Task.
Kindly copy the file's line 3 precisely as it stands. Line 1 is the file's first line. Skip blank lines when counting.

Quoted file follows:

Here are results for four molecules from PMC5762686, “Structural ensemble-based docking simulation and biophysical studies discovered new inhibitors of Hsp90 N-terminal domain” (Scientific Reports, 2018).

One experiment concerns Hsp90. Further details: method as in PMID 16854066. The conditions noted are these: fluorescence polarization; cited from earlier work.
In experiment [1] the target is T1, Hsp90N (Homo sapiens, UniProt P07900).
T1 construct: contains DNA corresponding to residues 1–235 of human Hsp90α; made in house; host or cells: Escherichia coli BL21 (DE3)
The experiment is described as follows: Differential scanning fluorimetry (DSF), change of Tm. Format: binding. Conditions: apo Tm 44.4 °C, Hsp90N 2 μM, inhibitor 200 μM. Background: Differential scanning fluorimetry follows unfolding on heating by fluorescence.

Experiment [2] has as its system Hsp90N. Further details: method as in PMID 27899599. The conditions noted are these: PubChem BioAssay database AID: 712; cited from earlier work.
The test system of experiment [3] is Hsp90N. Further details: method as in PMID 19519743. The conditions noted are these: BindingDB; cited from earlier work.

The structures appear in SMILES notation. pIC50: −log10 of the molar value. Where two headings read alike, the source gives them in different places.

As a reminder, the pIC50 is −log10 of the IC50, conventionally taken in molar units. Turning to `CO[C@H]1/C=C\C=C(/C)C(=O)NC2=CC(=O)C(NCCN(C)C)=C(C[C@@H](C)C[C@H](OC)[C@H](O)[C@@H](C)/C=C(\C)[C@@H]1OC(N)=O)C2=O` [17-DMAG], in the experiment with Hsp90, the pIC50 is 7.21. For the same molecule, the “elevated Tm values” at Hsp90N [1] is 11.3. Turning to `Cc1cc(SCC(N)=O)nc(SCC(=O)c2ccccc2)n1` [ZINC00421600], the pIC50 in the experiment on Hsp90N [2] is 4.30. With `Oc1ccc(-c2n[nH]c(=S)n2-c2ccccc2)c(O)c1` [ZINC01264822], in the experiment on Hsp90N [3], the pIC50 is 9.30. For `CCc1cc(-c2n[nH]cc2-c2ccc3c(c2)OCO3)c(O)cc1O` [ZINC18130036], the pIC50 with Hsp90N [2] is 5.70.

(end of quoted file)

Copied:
In experiment [1] the target is T1, Hsp90N (Homo sapiens, UniProt P07900).